The lines are generally end-stopped, considered as a series of couplets, and exhibit verbal parallelism as a key poetic device. Among its other rules, the jintishi rules regulate the tonal variations within a poem, including the use of set patterns of the four tones of Middle Chinese. The basic form of jintishi sushi has eight lines in four couplets, with parallelism between the lines in the second and third couplets.
The couplets with parallel lines contain contrasting content but an identical grammatical relationship between words. Jintishi often have a rich poetic diction, full of allusion , and can have a wide range of subject, including history and politics. The villanelle is a nineteen-line poem made up of five triplets with a closing quatrain; the poem is characterized by having two refrains, initially used in the first and third lines of the first stanza, and then alternately used at the close of each subsequent stanza until the final quatrain, which is concluded by the two refrains.
The remaining lines of the poem have an a-b alternating rhyme. Auden ,  and Elizabeth Bishop. A limerick is a poem that consists of five lines and is often humorous. Rhythm is very important in limericks for the first, second and fifth lines must have seven to ten syllables.
However, the third and fourth lines only need five to seven. All of the lines must rhyme and have the same rhythm. Tanka is a form of unrhymed Japanese poetry , with five sections totalling 31 onji phonological units identical to morae , structured in a pattern. Tanka were written as early as the Asuka period by such poets as Kakinomoto no Hitomaro fl.
By the tenth century, tanka had become the dominant form of Japanese poetry, to the point where the originally general term waka "Japanese poetry" came to be used exclusively for tanka. Tanka are still widely written today. Haiku is a popular form of unrhymed Japanese poetry, which evolved in the 17th century from the hokku , or opening verse of a renku.
Traditionally, haiku contain a kireji , or cutting word, usually placed at the end of one of the poem's three sections, and a kigo , or season-word. An example of his writing: . This was likely derived from when the Thai language had three tones as opposed to today's five, a split which occurred during the Ayutthaya Kingdom period , two of which corresponded directly to the aforementioned marks.
It is usually regarded as an advanced and sophisticated poetic form. The two differ in the number of syllables in the second wak of the final bat and inter-stanza rhyming rules. It has four bat per stanza si translates as four. The first wak of each bat has five syllables. The second wak has two or four syllables in the first and third bat , two syllables in the second, and four syllables in the fourth. Mai ek is required for seven syllables and Mai tho is required for four, as shown below.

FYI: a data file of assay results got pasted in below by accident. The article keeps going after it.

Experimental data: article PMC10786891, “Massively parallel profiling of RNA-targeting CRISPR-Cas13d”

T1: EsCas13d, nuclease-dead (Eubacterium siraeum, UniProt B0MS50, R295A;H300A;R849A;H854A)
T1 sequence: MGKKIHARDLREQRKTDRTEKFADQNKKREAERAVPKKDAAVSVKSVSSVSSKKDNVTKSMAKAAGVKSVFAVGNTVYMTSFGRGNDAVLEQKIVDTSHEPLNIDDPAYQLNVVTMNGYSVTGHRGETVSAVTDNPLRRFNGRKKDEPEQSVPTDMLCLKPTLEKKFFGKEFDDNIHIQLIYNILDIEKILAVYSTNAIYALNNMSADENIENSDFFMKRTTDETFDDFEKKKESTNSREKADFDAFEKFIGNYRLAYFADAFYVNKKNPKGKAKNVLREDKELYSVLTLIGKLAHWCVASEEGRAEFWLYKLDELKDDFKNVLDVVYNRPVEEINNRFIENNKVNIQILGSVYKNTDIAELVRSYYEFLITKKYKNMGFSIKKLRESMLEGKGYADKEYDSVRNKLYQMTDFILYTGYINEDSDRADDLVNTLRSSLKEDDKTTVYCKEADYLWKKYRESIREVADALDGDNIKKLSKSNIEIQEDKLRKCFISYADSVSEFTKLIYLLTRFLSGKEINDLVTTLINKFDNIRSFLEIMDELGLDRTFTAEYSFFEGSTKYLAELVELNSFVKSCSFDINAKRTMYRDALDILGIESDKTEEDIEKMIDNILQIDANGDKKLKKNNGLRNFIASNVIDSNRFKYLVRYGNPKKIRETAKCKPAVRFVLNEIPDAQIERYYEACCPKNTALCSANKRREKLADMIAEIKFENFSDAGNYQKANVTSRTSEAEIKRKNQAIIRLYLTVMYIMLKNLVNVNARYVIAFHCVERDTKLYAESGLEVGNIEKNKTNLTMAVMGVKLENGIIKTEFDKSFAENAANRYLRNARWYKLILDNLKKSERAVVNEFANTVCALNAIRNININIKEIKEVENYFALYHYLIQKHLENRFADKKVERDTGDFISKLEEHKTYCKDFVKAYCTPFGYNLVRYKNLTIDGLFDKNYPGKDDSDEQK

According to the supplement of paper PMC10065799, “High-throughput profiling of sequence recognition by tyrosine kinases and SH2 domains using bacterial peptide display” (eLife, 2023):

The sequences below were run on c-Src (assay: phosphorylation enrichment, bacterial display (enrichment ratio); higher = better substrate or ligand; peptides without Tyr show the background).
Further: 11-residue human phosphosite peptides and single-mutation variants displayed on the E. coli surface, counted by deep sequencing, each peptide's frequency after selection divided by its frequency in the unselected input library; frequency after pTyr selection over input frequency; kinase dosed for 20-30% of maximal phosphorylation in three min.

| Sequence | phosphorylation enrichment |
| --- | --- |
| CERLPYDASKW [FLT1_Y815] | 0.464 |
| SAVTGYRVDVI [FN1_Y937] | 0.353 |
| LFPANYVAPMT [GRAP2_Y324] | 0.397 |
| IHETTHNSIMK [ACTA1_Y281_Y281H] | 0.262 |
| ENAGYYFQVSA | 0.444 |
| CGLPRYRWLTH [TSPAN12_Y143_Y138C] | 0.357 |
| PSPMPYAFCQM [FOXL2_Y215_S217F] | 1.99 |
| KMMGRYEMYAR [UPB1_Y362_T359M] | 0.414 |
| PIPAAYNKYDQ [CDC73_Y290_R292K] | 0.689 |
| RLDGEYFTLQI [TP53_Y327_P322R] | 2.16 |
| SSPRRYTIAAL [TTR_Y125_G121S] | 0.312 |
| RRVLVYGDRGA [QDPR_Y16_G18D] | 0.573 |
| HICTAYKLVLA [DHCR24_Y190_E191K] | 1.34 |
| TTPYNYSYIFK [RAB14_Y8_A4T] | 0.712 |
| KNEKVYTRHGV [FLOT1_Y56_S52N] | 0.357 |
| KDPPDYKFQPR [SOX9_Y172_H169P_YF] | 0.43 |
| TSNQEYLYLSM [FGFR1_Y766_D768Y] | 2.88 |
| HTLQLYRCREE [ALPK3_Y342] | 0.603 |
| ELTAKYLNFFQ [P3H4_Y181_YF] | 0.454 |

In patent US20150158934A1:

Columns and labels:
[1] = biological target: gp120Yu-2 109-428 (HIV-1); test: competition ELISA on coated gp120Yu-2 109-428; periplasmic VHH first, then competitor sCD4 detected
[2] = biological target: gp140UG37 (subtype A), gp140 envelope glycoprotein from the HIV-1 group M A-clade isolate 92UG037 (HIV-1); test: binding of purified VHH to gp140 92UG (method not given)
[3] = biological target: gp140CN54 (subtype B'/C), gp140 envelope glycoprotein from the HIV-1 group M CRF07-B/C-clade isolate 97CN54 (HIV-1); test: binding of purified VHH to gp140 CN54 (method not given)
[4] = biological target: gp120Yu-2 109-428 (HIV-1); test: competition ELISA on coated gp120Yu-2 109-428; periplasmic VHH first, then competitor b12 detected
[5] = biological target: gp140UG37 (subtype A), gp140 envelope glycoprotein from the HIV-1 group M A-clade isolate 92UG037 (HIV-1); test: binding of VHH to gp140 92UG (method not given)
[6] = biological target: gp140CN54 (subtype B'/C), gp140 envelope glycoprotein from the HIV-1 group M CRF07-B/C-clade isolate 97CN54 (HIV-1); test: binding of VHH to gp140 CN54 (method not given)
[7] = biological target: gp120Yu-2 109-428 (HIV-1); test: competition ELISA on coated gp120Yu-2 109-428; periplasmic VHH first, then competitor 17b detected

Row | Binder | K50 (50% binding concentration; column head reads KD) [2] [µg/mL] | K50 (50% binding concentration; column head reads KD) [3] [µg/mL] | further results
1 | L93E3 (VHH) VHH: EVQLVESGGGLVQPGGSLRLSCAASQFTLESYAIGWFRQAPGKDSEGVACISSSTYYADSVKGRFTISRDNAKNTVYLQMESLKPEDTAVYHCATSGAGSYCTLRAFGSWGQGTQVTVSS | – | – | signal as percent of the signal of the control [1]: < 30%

Odes were first developed by poets writing in ancient Greek, such as Pindar , and Latin, such as Horace. Forms of odes appear in many of the cultures that were influenced by the Greeks and Latins. The antistrophes of the ode possess similar metrical structures and, depending on the tradition, similar rhyme structures. In contrast, the epode is written with a different scheme and structure. Odes have a formal poetic diction and generally deal with a serious subject. The strophe and antistrophe look at the subject from different, often conflicting, perspectives, with the epode moving to a higher level to either view or resolve the underlying issues.
Odes are often intended to be recited or sung by two choruses or individuals , with the first reciting the strophe, the second the antistrophe, and both together the epode. One non-Western form which resembles the ode is the qasida in Persian poetry. The ghazal also ghazel, gazel, gazal, or gozol is a form of poetry common in Arabic , Persian , Urdu and Bengali poetry. In classic form, the ghazal has from five to fifteen rhyming couplets that share a refrain at the end of the second line. This refrain may be of one or several syllables and is preceded by a rhyme.
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Each line has an identical meter. The ghazal often reflects on a theme of unattainable love or divinity. As with other forms with a long history in many languages, many variations have been developed, including forms with a quasi-musical poetic diction in Urdu. The relatively steady meter and the use of the refrain produce an incantatory effect, which complements Sufi mystical themes well. His life and poems have been the subject of much analysis, commentary and interpretation, influencing post-fourteenth century Persian writing more than any other author. In addition to specific forms of poems, poetry is often thought of in terms of different genres and subgenres.
A poetic genre is generally a tradition or classification of poetry based on the subject matter, style, or other broader literary characteristics. Others view the study of genres as the study of how different works relate and refer to other works. Narrative poetry is a genre of poetry that tells a story. Broadly it subsumes epic poetry , but the term "narrative poetry" is often reserved for smaller works, generally with more appeal to human interest.
Narrative poetry may be the oldest type of poetry. Many scholars of Homer have concluded that his Iliad and Odyssey were composed of compilations of shorter narrative poems that related individual episodes. Much narrative poetry—such as Scottish and English ballads , and Baltic and Slavic heroic poems—is performance poetry with roots in a preliterate oral tradition. It has been speculated that some features that distinguish poetry from prose, such as meter, alliteration and kennings , once served as memory aids for bards who recited traditional tales.